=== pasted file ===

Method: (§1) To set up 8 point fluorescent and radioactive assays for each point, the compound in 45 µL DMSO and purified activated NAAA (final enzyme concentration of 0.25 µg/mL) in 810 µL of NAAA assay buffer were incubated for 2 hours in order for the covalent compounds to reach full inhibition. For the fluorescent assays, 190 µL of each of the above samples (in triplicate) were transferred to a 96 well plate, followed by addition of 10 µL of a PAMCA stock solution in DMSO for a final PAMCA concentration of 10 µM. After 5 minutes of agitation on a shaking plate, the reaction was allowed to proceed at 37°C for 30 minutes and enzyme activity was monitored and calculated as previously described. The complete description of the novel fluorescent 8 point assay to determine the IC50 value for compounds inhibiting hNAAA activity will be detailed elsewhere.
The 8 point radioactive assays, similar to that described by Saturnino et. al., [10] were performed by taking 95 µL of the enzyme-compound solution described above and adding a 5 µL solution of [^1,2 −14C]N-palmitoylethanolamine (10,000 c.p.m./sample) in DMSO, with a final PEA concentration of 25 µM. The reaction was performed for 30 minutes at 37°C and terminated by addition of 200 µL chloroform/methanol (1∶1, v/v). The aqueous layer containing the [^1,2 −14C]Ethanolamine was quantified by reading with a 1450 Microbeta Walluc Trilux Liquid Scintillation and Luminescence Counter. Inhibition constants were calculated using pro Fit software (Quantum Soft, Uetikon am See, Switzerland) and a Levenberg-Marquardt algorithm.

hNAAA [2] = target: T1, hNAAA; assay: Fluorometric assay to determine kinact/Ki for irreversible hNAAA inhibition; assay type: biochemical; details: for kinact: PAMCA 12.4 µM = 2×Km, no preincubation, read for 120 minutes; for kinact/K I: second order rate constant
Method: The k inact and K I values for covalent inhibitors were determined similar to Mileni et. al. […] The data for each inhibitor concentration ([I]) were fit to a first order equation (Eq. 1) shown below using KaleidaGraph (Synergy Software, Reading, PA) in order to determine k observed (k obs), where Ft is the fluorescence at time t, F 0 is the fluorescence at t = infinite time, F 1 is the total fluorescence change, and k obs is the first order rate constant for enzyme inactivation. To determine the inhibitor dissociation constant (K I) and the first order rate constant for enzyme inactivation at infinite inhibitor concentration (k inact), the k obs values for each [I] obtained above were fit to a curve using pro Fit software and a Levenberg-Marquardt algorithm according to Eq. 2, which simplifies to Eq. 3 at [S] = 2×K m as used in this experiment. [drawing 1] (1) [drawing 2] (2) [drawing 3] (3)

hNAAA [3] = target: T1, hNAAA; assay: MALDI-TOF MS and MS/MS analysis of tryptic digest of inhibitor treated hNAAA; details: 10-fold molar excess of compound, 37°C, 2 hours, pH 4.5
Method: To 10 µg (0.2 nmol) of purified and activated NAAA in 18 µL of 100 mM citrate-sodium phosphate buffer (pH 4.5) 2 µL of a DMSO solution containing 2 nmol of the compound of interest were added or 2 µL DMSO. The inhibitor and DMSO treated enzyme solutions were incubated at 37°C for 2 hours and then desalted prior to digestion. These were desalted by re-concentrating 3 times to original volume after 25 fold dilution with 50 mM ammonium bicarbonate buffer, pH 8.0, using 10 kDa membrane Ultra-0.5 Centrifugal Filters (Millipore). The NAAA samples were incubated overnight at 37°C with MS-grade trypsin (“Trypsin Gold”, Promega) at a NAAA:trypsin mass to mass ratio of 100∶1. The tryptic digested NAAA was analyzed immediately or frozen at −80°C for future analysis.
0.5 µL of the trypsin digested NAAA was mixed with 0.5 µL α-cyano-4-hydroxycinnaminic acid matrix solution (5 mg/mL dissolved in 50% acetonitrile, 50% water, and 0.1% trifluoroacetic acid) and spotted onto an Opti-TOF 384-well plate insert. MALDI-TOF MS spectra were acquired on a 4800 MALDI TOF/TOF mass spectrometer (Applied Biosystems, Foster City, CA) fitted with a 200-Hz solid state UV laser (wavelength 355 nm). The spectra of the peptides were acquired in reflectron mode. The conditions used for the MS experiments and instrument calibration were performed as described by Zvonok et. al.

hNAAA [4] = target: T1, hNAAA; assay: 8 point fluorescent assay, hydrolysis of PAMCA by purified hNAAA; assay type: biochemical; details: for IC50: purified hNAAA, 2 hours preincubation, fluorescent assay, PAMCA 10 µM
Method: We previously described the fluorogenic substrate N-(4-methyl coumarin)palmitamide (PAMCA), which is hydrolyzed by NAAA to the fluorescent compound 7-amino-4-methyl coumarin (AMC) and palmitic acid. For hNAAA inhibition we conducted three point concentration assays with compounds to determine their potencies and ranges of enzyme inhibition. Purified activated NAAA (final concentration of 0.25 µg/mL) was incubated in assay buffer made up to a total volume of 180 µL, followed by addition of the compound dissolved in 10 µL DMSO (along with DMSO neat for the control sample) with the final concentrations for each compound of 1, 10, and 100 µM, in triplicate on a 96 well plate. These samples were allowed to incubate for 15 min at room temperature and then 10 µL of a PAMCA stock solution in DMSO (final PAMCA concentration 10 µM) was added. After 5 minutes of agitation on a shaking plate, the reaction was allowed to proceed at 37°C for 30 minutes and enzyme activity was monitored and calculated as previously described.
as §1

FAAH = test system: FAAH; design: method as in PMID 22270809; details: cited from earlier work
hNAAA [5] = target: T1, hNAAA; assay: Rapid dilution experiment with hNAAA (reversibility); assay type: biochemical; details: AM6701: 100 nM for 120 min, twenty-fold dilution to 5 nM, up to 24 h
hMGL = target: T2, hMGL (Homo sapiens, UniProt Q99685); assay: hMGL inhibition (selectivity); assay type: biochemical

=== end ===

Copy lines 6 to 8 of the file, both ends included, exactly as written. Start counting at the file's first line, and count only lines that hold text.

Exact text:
Method: To 10 µg (0.2 nmol) of purified and activated NAAA in 18 µL of 100 mM citrate-sodium phosphate buffer (pH 4.5) 2 µL of a DMSO solution containing 2 nmol of the compound of interest were added or 2 µL DMSO. The inhibitor and DMSO treated enzyme solutions were incubated at 37°C for 2 hours and then desalted prior to digestion. These were desalted by re-concentrating 3 times to original volume after 25 fold dilution with 50 mM ammonium bicarbonate buffer, pH 8.0, using 10 kDa membrane Ultra-0.5 Centrifugal Filters (Millipore). The NAAA samples were incubated overnight at 37°C with MS-grade trypsin (“Trypsin Gold”, Promega) at a NAAA:trypsin mass to mass ratio of 100∶1. The tryptic digested NAAA was analyzed immediately or frozen at −80°C for future analysis.
0.5 µL of the trypsin digested NAAA was mixed with 0.5 µL α-cyano-4-hydroxycinnaminic acid matrix solution (5 mg/mL dissolved in 50% acetonitrile, 50% water, and 0.1% trifluoroacetic acid) and spotted onto an Opti-TOF 384-well plate insert. MALDI-TOF MS spectra were acquired on a 4800 MALDI TOF/TOF mass spectrometer (Applied Biosystems, Foster City, CA) fitted with a 200-Hz solid state UV laser (wavelength 355 nm). The spectra of the peptides were acquired in reflectron mode. The conditions used for the MS experiments and instrument calibration were performed as described by Zvonok et. al.

hNAAA [4] = target: T1, hNAAA; assay: 8 point fluorescent assay, hydrolysis of PAMCA by purified hNAAA; assay type: biochemical; details: for IC50: purified hNAAA, 2 hours preincubation, fluorescent assay, PAMCA 10 µM